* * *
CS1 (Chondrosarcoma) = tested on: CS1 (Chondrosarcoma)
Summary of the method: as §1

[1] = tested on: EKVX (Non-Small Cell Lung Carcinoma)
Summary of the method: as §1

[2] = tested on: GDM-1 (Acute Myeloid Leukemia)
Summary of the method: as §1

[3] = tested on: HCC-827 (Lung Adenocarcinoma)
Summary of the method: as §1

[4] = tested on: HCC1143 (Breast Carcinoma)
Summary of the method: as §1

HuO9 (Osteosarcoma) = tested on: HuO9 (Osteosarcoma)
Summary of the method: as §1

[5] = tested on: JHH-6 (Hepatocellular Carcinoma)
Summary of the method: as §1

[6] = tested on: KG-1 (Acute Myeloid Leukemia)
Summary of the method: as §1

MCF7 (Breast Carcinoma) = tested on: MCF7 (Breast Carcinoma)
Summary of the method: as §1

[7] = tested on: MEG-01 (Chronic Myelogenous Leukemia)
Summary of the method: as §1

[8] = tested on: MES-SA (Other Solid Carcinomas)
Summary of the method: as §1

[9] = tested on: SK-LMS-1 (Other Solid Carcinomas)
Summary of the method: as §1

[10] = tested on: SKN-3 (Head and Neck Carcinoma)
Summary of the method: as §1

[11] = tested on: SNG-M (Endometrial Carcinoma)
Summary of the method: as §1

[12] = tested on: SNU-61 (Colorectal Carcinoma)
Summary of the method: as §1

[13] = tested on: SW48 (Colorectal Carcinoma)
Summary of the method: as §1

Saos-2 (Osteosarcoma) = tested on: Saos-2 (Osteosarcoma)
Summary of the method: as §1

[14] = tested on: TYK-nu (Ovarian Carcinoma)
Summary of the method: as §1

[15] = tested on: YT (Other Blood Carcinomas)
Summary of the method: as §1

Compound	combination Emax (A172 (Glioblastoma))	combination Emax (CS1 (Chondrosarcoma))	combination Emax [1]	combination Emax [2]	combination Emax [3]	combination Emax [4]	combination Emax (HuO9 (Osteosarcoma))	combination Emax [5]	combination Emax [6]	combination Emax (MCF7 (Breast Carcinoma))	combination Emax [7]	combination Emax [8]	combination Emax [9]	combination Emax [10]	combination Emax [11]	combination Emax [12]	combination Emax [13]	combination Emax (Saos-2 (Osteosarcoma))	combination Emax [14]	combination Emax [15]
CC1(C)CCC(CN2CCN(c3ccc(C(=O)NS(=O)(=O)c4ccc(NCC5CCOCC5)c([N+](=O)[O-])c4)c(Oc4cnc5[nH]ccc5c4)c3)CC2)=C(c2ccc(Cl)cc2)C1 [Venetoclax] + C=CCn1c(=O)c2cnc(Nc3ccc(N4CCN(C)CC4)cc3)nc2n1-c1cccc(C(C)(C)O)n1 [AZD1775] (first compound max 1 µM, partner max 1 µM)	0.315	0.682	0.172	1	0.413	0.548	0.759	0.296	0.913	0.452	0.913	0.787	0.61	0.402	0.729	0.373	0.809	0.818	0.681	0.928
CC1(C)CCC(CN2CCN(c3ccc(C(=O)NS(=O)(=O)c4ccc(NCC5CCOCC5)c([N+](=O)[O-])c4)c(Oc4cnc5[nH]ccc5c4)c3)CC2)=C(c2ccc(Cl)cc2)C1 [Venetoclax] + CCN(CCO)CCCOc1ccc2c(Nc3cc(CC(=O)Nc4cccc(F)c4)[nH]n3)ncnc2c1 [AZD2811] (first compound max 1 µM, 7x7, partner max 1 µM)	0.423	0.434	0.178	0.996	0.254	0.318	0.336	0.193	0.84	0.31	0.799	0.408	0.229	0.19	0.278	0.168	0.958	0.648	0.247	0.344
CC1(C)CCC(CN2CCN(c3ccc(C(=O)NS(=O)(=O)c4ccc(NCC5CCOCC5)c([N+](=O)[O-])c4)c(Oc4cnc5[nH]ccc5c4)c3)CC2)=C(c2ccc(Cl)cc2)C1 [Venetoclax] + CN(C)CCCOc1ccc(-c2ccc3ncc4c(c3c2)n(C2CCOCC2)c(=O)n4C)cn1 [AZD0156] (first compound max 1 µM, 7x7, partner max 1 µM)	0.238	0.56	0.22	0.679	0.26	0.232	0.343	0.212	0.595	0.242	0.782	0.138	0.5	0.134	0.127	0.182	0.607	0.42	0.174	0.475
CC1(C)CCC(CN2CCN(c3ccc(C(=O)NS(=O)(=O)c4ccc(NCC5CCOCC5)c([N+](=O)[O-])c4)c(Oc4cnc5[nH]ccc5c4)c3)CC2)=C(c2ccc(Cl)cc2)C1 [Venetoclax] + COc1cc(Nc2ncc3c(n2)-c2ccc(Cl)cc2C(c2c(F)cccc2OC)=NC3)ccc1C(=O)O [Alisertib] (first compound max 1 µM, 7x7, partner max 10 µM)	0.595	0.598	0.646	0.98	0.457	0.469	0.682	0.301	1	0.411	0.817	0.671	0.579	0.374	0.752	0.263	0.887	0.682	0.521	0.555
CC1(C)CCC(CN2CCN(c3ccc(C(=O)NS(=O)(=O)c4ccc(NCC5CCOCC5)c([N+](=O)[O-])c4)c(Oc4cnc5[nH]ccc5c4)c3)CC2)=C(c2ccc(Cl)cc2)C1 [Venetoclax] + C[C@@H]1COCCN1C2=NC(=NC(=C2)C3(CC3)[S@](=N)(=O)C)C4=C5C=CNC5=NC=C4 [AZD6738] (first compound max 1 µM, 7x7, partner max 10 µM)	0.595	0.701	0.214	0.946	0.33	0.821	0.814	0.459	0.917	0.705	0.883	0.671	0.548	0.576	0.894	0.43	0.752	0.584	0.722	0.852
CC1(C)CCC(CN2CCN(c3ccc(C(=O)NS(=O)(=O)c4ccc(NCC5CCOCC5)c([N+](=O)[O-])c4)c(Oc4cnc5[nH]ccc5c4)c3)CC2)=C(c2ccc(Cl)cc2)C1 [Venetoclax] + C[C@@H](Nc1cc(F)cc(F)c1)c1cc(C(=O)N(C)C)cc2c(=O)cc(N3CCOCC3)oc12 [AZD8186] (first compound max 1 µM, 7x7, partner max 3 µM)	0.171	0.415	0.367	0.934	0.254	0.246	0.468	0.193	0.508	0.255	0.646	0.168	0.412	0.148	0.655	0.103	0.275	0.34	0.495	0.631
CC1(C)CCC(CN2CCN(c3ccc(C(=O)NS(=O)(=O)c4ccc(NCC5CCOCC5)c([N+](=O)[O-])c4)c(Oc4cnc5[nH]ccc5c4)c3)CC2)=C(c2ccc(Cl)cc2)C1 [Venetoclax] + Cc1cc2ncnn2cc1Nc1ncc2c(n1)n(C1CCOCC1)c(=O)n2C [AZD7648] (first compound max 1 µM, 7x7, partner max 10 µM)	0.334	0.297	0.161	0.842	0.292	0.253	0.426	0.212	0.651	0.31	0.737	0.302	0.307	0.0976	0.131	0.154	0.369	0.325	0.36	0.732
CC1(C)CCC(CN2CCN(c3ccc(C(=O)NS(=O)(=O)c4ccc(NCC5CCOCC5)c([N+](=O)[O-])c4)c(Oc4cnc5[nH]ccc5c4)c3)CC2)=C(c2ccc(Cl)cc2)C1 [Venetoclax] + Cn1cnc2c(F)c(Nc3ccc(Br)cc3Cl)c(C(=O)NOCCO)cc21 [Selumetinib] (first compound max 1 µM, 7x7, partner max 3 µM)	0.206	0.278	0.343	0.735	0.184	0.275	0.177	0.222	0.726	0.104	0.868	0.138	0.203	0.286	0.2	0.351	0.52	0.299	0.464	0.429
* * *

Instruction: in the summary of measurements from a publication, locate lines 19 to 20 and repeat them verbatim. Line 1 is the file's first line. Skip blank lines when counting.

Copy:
[7] = tested on: MEG-01 (Chronic Myelogenous Leukemia)
Summary of the method: as §1